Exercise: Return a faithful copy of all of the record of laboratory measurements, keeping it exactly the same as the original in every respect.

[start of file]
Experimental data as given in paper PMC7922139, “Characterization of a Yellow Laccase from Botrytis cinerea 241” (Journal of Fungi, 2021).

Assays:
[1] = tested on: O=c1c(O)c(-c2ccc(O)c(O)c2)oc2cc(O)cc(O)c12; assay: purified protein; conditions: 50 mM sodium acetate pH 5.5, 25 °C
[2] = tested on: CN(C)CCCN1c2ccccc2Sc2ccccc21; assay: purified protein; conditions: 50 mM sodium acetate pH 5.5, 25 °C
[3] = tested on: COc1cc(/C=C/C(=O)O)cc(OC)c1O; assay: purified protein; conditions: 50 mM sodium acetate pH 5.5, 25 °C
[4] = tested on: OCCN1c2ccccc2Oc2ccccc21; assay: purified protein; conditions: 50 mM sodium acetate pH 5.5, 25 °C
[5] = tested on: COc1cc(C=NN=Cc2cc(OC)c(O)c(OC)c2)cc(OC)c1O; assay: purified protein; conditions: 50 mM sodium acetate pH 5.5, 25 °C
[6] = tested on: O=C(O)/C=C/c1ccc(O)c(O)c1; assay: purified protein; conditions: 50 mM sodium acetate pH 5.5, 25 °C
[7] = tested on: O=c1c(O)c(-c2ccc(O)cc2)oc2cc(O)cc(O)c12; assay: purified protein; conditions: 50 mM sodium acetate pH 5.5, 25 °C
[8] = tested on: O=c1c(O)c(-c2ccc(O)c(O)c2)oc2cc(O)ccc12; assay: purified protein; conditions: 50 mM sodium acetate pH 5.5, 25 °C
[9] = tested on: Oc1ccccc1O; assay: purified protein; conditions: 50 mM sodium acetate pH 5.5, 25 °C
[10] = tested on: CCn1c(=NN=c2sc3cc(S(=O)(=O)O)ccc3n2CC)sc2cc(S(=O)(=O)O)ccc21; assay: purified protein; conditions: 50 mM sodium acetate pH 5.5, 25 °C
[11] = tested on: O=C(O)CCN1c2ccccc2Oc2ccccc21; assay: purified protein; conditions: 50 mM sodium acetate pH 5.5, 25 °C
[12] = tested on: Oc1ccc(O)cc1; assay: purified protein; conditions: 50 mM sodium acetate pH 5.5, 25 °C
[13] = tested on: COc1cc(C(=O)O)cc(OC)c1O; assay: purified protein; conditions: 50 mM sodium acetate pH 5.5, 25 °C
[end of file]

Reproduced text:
Experimental data as given in paper PMC7922139, “Characterization of a Yellow Laccase from Botrytis cinerea 241” (Journal of Fungi, 2021).

Assays:
[1] = tested on: O=c1c(O)c(-c2ccc(O)c(O)c2)oc2cc(O)cc(O)c12; assay: purified protein; conditions: 50 mM sodium acetate pH 5.5, 25 °C
[2] = tested on: CN(C)CCCN1c2ccccc2Sc2ccccc21; assay: purified protein; conditions: 50 mM sodium acetate pH 5.5, 25 °C
[3] = tested on: COc1cc(/C=C/C(=O)O)cc(OC)c1O; assay: purified protein; conditions: 50 mM sodium acetate pH 5.5, 25 °C
[4] = tested on: OCCN1c2ccccc2Oc2ccccc21; assay: purified protein; conditions: 50 mM sodium acetate pH 5.5, 25 °C
[5] = tested on: COc1cc(C=NN=Cc2cc(OC)c(O)c(OC)c2)cc(OC)c1O; assay: purified protein; conditions: 50 mM sodium acetate pH 5.5, 25 °C
[6] = tested on: O=C(O)/C=C/c1ccc(O)c(O)c1; assay: purified protein; conditions: 50 mM sodium acetate pH 5.5, 25 °C
[7] = tested on: O=c1c(O)c(-c2ccc(O)cc2)oc2cc(O)cc(O)c12; assay: purified protein; conditions: 50 mM sodium acetate pH 5.5, 25 °C
[8] = tested on: O=c1c(O)c(-c2ccc(O)c(O)c2)oc2cc(O)ccc12; assay: purified protein; conditions: 50 mM sodium acetate pH 5.5, 25 °C
[9] = tested on: Oc1ccccc1O; assay: purified protein; conditions: 50 mM sodium acetate pH 5.5, 25 °C
[10] = tested on: CCn1c(=NN=c2sc3cc(S(=O)(=O)O)ccc3n2CC)sc2cc(S(=O)(=O)O)ccc21; assay: purified protein; conditions: 50 mM sodium acetate pH 5.5, 25 °C
[11] = tested on: O=C(O)CCN1c2ccccc2Oc2ccccc21; assay: purified protein; conditions: 50 mM sodium acetate pH 5.5, 25 °C
[12] = tested on: Oc1ccc(O)cc1; assay: purified protein; conditions: 50 mM sodium acetate pH 5.5, 25 °C
[13] = tested on: COc1cc(C(=O)O)cc(OC)c1O; assay: purified protein; conditions: 50 mM sodium acetate pH 5.5, 25 °C